Martin Vashko
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But hiding the password from the user does not make sense to me. If all one needs to work with an application is a username, the application isn't going to be very secure. Practically anyone can get it, right?

I had thought that your application uses a powerful db account which could be used to wreak havoc in the database, and therefore you need to hide the password from the end user. If the end user knew the password, he could abuse the database. Is this understanding of mine correct? (If it is, then the solution is the one I've described above - we can discuss it further, of course).
 
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Ashwin Sridhar wrote:My application is just a stand alone application which I build into a jar and execute. The application is started with various input parameters. I am looking for building password matrix from which password could be read back by specifying the username.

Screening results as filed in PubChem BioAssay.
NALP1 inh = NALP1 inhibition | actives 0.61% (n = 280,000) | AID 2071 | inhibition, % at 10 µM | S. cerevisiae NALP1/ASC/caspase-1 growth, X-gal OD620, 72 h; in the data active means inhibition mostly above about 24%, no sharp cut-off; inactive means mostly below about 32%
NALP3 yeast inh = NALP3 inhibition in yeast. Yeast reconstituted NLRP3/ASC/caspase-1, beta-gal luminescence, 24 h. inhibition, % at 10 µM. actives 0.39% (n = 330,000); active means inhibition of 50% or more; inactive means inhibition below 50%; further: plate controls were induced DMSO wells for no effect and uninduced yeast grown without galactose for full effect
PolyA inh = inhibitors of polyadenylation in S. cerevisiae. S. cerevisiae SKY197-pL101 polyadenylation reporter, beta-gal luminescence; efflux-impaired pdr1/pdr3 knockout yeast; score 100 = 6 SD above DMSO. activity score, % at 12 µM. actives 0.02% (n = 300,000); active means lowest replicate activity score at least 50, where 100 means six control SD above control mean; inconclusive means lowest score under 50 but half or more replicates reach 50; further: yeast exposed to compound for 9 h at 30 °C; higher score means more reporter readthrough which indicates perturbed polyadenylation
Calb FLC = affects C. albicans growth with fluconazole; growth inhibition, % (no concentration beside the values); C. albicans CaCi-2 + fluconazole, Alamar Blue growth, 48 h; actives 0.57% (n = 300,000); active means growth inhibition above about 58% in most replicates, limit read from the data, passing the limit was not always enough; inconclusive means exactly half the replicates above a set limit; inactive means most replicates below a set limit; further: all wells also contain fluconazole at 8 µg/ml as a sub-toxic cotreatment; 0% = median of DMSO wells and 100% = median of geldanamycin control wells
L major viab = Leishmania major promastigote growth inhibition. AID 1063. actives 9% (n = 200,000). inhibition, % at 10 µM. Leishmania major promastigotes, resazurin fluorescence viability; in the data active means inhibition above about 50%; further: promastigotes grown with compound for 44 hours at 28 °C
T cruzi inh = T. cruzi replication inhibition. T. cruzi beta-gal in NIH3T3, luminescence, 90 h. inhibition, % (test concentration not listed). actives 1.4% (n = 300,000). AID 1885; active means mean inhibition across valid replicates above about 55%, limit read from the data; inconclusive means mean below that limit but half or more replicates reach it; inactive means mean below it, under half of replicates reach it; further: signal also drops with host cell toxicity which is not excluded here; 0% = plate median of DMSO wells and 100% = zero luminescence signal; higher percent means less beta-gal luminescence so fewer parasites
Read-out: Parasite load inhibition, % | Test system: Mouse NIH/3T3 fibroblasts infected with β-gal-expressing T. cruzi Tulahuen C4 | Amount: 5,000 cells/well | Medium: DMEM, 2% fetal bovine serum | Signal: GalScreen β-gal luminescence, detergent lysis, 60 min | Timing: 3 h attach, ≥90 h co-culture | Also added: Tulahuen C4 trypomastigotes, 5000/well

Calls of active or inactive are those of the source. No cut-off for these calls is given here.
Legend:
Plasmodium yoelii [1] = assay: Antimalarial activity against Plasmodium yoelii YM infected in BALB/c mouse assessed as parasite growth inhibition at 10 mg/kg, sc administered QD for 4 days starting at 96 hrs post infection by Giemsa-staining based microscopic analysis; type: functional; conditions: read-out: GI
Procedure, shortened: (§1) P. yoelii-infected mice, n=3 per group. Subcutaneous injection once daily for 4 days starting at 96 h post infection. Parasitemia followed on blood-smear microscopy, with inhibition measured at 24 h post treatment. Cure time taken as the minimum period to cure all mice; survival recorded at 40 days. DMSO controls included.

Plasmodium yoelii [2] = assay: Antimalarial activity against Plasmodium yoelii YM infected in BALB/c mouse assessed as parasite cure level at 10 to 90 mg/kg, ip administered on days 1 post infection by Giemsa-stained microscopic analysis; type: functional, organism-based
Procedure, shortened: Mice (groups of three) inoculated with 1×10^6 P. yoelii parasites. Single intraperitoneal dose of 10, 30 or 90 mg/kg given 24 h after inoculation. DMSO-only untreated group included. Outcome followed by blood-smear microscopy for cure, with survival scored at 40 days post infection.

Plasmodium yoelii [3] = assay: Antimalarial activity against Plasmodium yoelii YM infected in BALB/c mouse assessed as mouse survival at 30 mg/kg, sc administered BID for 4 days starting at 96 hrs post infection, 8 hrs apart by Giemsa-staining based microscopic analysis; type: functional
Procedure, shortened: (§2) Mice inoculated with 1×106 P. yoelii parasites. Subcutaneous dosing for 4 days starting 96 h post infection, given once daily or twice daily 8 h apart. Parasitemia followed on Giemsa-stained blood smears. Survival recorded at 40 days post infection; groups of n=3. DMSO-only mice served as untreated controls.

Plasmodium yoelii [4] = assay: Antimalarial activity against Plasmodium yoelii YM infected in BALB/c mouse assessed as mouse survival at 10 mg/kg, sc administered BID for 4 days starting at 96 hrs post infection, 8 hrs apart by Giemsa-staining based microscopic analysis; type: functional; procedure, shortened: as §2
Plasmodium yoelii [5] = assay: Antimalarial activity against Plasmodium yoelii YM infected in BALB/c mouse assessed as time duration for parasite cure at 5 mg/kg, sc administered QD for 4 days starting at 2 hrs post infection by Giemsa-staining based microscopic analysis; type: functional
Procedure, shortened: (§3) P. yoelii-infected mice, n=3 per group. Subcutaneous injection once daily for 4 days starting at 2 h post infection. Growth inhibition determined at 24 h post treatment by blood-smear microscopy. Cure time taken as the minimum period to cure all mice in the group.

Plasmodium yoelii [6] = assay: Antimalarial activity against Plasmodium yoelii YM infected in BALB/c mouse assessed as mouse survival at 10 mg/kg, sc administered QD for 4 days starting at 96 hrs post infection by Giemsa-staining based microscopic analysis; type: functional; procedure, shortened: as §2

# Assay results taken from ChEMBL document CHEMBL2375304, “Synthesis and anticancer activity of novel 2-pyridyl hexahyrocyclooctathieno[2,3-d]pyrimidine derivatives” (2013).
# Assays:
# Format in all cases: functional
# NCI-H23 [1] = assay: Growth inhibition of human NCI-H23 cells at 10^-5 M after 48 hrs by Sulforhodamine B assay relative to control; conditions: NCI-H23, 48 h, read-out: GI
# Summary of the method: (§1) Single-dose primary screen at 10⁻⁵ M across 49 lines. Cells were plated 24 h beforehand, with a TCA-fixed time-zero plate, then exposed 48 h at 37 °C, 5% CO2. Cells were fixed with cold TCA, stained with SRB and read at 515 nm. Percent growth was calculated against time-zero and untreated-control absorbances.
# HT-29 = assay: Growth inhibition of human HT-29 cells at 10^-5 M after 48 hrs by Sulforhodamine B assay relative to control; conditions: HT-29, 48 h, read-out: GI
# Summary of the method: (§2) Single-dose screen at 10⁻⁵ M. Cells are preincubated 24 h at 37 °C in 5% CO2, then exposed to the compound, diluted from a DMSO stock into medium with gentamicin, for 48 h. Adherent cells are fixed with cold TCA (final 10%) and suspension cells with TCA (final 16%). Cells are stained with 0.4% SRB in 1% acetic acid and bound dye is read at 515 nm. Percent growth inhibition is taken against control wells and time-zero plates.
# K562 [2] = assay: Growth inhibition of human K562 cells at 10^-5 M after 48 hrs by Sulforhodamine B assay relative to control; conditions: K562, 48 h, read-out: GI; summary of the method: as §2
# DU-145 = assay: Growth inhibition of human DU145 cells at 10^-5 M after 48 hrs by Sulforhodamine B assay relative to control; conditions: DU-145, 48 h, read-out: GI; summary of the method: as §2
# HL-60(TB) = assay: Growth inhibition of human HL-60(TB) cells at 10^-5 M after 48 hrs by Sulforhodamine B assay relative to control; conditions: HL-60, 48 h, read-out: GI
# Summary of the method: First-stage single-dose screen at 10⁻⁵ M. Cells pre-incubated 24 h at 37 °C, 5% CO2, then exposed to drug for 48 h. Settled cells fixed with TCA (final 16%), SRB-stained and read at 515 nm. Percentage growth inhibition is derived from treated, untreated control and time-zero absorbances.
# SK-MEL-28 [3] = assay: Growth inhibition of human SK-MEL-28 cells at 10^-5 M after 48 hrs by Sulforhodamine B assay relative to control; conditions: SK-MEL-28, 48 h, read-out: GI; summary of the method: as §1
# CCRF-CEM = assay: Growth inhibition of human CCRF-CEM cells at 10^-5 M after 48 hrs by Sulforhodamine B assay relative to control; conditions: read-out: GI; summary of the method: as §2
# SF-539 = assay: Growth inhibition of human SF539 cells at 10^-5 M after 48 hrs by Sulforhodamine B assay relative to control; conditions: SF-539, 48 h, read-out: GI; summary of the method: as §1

Well, for one thing, passwords are generally one-way encryptions and DON'T have a decrypt function. What happens is that the String entered by a user is encrypted and then matched against the stored one. That way, the only thing that is ever stored is an encrypted String. Your only task then is to keep the encryption algorithm (or any key words or phrases that it uses) secret.

Winston
 
Ashwin Sridhar
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Martin,

That is not exactly what I am looking at. I am looking on retreiving password from a matrix or jar.

Regards,
Ashwin
 
Martin Vashko
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I'm sorry, but I cannot really help then. I don't understand well what are you trying to achieve, and - more importantly - why. I believe you should tell us the why and perhaps choose a different solution altogether. The solution you're currently pursuing has serious shortcomings, as Jesper has already pointed out.
 
Jesper de Jong
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What do you mean by a "matrix"?
 
Ashwin Sridhar
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By Matrix , I mean some kind of a repositiry. The main problem is I don't want the user to know the password. I am okay to allow him to login by specifying username alone.
 
Campbell Ritchie
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Ashwin Sridhar wrote: . . . I am okay to allow him to login by specifying username alone.

That reduces the security of your app by several orders of magnitude.